The authors studied four potential measures of corporate performance: customer loyalty, employee productivity, profitability and staff turnover. They found that employee satisfaction had a substantial positive correlation with customer loyalty and a negative link with staff turnover. Furthermore, worker satisfaction was correlated with higher productivity and profitability.

Of course, correlation does not prove causality. It could be that working for a successful firm makes employees more contented, rather than the other way round. However, the authors cite studies of changes within individual firms and organisations which seem to show that improvements in employee morale precede gains in productivity, rather than the other way round.

I wonder about business leaders that would have thought otherwise. But this lines up with other research I’ve reported on recently regarding the enormous benefits of psychological safety to the organization.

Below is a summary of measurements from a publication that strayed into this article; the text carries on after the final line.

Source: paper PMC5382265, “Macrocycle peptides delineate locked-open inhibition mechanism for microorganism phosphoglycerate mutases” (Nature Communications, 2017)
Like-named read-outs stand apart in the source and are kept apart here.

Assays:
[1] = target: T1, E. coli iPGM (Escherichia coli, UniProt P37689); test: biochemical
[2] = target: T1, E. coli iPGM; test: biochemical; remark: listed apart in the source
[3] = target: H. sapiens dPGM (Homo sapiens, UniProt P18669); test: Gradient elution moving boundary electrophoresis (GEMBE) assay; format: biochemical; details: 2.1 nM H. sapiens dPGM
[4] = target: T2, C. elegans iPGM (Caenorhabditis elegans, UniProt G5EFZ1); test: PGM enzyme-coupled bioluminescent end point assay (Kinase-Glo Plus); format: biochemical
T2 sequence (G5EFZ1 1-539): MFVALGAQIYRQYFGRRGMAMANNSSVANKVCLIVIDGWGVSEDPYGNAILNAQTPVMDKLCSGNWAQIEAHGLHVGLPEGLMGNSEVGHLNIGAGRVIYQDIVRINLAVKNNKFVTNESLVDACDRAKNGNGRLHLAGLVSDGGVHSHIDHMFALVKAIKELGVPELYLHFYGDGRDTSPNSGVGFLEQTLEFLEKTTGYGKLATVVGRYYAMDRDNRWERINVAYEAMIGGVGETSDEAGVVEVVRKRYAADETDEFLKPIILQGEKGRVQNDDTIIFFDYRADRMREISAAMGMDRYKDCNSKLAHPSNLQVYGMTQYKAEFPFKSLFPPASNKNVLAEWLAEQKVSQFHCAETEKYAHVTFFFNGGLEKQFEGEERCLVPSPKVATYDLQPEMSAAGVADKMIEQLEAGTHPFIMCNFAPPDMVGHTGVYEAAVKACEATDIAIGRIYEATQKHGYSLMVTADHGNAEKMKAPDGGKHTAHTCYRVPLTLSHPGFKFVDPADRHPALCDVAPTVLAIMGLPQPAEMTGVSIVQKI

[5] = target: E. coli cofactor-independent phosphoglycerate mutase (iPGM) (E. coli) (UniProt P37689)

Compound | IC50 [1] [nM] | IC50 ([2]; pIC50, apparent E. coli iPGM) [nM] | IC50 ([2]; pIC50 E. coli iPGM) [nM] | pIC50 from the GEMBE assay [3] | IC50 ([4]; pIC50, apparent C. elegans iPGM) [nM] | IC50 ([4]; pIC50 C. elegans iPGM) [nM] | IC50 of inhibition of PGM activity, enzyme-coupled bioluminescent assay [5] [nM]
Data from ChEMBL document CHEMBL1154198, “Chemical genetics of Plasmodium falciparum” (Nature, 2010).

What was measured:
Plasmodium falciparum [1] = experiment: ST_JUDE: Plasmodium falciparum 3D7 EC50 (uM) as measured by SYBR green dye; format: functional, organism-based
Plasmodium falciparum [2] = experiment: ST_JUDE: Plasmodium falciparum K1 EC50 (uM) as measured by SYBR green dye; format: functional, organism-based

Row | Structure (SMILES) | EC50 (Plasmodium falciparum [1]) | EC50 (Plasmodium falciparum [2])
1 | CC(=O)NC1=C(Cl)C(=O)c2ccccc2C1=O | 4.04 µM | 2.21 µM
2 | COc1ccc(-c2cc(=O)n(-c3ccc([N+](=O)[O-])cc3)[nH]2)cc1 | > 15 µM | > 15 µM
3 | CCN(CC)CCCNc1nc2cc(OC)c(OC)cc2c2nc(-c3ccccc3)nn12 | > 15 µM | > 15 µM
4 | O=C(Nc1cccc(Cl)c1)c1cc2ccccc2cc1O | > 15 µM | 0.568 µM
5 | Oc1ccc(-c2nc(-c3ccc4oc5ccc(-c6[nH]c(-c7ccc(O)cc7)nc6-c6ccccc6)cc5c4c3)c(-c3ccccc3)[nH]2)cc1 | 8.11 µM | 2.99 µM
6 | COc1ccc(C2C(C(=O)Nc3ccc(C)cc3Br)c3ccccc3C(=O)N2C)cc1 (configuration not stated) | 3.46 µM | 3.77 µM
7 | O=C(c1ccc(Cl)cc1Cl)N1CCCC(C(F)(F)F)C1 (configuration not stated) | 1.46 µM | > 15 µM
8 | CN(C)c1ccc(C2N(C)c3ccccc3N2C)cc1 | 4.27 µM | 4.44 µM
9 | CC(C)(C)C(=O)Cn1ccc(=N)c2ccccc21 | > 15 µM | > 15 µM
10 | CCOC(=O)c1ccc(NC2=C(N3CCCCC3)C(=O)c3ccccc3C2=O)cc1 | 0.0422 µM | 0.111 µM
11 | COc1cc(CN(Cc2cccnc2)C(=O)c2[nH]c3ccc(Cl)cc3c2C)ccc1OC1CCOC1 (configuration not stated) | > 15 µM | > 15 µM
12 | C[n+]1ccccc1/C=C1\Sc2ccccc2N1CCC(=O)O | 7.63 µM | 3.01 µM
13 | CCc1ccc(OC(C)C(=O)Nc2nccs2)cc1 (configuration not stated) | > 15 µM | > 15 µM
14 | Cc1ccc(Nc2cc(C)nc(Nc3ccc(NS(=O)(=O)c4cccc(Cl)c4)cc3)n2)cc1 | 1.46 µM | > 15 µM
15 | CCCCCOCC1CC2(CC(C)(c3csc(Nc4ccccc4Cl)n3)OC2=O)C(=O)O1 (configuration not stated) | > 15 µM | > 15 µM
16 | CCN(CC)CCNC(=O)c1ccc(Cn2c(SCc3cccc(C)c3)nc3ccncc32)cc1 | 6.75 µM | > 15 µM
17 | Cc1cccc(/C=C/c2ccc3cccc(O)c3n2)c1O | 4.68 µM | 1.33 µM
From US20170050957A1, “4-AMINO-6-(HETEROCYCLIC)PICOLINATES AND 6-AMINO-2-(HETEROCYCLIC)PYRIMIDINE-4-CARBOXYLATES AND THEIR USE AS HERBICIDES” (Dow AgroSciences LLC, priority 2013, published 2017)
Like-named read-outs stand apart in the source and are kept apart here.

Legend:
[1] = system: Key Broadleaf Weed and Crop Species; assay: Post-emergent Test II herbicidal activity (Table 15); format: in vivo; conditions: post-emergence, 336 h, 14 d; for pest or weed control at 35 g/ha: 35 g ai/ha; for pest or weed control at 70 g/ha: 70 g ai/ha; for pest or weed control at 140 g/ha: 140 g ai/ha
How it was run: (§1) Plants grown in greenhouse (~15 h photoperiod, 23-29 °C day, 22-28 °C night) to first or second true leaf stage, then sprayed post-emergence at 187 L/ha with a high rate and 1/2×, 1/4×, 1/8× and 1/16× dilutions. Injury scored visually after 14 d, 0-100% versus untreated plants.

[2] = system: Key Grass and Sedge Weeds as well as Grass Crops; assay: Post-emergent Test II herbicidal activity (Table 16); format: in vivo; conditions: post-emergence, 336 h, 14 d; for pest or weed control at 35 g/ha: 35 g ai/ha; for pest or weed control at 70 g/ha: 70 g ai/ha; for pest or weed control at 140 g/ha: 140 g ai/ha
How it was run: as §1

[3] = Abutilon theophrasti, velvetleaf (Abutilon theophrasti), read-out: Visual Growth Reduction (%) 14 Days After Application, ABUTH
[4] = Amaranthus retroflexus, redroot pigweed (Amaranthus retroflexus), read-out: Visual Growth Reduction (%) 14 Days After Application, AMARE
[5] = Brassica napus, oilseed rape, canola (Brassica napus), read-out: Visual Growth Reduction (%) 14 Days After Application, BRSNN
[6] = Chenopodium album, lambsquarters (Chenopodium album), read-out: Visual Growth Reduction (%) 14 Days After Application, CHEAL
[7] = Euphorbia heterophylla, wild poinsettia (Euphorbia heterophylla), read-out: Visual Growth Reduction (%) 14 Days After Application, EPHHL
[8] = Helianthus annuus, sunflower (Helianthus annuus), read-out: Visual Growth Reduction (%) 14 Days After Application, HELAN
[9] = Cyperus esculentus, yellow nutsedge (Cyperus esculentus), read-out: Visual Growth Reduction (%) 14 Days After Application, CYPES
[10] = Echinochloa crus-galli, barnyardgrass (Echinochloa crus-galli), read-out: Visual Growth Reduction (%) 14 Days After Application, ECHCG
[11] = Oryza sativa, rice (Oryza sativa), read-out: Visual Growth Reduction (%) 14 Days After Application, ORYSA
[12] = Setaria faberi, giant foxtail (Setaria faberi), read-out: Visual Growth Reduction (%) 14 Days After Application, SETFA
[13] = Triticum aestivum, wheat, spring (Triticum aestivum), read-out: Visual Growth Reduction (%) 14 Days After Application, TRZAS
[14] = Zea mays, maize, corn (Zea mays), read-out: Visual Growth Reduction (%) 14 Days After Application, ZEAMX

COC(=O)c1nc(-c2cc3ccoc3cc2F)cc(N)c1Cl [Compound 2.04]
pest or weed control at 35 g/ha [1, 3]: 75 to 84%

I think it’s amusing when the Economist suggests that a company that puts employee wellbeing first — ‘In short, staff will be treated as people, not as mere accounting units’ — will see great returns, but still goes on to refer to workers as ‘assets’.

[from Work Futures Daily | Not Mere Accounting Units]

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Yes, America Is Rigged Against Workers | Steven Greenhouse says of all advanced industrialized nations, the US treats its workers worst:

The United States is the only advanced industrial nation that doesn’t have national laws guaranteeing paid maternity leave. It is also the only advanced economy that doesn’t guarantee workers any vacation, paid or unpaid, and the only highly developed country (other than South Korea) that doesn’t guarantee paid sick days. In contrast, the European Union’s 28 nations guarantee workers at least four weeks’ paid vacation.